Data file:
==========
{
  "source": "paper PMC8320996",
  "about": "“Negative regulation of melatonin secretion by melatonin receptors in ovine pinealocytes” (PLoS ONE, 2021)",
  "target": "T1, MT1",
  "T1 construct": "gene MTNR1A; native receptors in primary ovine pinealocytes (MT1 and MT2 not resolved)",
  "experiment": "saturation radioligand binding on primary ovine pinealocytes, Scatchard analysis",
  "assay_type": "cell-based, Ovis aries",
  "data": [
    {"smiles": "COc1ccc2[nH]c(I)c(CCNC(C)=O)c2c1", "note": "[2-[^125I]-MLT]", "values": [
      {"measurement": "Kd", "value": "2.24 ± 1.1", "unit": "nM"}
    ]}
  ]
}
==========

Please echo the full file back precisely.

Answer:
{
  "source": "paper PMC8320996",
  "about": "“Negative regulation of melatonin secretion by melatonin receptors in ovine pinealocytes” (PLoS ONE, 2021)",
  "target": "T1, MT1",
  "T1 construct": "gene MTNR1A; native receptors in primary ovine pinealocytes (MT1 and MT2 not resolved)",
  "experiment": "saturation radioligand binding on primary ovine pinealocytes, Scatchard analysis",
  "assay_type": "cell-based, Ovis aries",
  "data": [
    {"smiles": "COc1ccc2[nH]c(I)c(CCNC(C)=O)c2c1", "note": "[2-[^125I]-MLT]", "values": [
      {"measurement": "Kd", "value": "2.24 ± 1.1", "unit": "nM"}
    ]}
  ]
}